Capitol Corridor
Capitol Corridor
Capitol Corridor
University of California
Capitol Corridor

Picture It

Gardeners are always finding new ways to spice up the garden. After visiting the San Francisco Garden Show, held in San Mateo, I saw a lot of new ideas about how to reuse materials in the garden.  Succulents seemed to play a big part of the reuse.  At the Sunset venue, I saw this great table made from a recycled wooden pallet.  It had this trough in the middle of the table that was planted with succulents.  Très chic!  Of course there is the ever-popular Succulent Gardens booth with their colorful varieties of succulents.  If you visit this booth, you have to sharpen your elbows and dive in.  Many of the people are fanatics about getting just the right succulent for their home.  Among the other booths, I saw the use of succulents in grapevine wreaths, but what caught my eye was this cute 6”x6” redwood frame of succulents.  I am sure many of you have seen the walls of succulents, and if you haven’t, they are something to behold.  But this small frame really appealed to me, so I thought I would purchase the kit and try it making it at home.  I purchased mine from Succulent Gardens .  They have several sizes of frames to choose from.  The kit came in the mail with the frame, consisting of recycled old growth redwood, a landscape fabric mesh, and a concrete board backing.  Other items in the kit were the cactus/succulent mix, and of course, the succulents.  On their website, they have a video of how to plant the frame with the soil and succulents.  It’s worth a look.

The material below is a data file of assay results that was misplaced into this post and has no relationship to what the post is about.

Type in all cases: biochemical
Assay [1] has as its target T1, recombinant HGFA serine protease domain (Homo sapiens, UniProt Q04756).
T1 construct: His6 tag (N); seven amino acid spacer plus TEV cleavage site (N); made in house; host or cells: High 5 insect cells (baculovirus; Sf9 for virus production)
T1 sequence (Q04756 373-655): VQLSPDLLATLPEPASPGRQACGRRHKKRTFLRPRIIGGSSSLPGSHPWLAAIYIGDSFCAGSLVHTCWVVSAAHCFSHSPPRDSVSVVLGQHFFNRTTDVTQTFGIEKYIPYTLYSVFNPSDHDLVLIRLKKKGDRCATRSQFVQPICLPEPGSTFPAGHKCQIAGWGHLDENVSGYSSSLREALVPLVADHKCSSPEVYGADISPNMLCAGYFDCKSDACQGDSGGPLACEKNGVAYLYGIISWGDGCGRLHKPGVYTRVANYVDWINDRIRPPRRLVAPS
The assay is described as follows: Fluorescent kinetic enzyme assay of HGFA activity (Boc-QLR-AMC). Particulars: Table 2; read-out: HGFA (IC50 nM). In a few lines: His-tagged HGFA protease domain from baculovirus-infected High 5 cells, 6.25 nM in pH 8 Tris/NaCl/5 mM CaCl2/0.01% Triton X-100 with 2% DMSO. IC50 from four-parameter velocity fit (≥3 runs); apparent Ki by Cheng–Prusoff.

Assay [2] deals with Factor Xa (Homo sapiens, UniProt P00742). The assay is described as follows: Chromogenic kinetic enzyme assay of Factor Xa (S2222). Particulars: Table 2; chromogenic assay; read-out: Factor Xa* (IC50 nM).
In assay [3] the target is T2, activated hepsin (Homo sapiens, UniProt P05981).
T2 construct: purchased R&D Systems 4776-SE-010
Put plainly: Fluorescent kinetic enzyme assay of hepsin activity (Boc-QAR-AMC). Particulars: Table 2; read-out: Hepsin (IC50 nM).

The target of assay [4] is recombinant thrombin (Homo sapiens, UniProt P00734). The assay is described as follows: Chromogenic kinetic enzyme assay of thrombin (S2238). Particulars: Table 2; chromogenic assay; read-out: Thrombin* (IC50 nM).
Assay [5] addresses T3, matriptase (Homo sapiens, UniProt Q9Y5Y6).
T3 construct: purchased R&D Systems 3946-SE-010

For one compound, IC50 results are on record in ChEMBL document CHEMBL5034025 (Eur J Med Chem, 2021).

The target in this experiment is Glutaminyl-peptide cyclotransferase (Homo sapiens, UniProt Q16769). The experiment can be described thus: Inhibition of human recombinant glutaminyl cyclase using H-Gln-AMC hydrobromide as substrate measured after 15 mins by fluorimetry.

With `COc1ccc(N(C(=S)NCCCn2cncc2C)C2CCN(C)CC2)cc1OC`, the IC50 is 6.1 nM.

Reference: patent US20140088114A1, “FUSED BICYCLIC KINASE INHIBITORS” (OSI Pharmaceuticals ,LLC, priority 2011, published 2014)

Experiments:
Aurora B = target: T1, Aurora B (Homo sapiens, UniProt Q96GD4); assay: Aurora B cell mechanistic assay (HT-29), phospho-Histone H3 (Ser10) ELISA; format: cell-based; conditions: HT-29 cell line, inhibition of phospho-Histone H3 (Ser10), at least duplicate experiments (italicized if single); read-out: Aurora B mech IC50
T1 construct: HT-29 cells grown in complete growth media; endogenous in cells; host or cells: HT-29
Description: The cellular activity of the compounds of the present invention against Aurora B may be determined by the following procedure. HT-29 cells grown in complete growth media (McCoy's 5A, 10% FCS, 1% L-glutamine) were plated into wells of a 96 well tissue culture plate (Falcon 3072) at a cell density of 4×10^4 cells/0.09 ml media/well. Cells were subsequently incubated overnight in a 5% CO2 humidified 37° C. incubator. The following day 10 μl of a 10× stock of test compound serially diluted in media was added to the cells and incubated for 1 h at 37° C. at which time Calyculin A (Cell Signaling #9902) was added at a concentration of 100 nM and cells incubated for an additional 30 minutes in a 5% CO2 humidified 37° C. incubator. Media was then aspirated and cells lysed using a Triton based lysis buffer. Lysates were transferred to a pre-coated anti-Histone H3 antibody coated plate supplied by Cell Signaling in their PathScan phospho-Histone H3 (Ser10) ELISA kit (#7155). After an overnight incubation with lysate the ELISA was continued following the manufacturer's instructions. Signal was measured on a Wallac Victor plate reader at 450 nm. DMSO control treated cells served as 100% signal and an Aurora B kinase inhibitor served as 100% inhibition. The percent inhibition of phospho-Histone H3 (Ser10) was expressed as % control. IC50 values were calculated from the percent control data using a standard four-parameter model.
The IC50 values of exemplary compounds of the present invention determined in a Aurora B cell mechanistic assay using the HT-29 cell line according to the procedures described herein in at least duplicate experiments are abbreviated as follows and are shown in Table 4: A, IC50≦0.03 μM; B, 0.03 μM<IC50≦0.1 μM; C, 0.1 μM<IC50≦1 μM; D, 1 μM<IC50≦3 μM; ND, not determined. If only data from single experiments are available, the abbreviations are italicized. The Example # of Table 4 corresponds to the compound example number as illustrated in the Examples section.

I worked on my frame yesterday afternoon.  I sat at the kitchen table and separated out the succulents by type.  I then cleaned off the old leaves from each of the succulents.  I then put the soil into the frame and packed it in.  Once that was finished, I carefully placed the succulents onto the face of the frame.  I also incorporated a few succulents I had at home just to make it more interesting.  Since none of the succulents have roots at this point, I could arrange and rearrange the plants to my liking.  What is going to be hard is the long wait until the succulents’ root-that will take about 6-12 weeks.  After that, I can water the frame and hang it up.  I will keep you posted on the frames progress.

Empty frame. (photos by Jennifer Baumbach)
Empty frame. (photos by Jennifer Baumbach)

Loose succulents before cleaning.
Loose succulents before cleaning.

One cleaned succulent.
One cleaned succulent.

The finished picture frame of succulents.
The finished picture frame of succulents.

Posted on Monday, April 30, 2012 at 11:44 AM
Tags: plant frames (1), recycle (4), reuse (3), succulents (14)


So cute!

Posted by Karen Metz on April 30, 2012 at 8:19 PM

Great artsy addition to one's garden. Gorgeous colors. And it's as cute as a bug (natural enemy category, of course)!

Posted by Launa Herrmann on May 1, 2012 at 1:57 PM

That is gorgeous! Good job!

Posted by Donna Seslar on May 5, 2012 at 7:45 AM

Nifty! Important point you made. I wouldn't have thought to wait to hang it until they rooted though, I probably would've tried to hang it and ended up picking al the little "babies" off the deck. :)

Posted by Patricia on May 5, 2012 at 8:03 PM

Love it, love it! I'm fascinated with the architectural look of similiar succulents planted in mass! Keep us posted as it matures!

Posted by Sharon Rico on May 7, 2012 at 4:31 PM

So clever, Jennifer! And a great way to thin out some of my leggy and ever-expanding succulents! I'll be following this project!

Posted by Martha Grimson on May 8, 2012 at 3:40 PM

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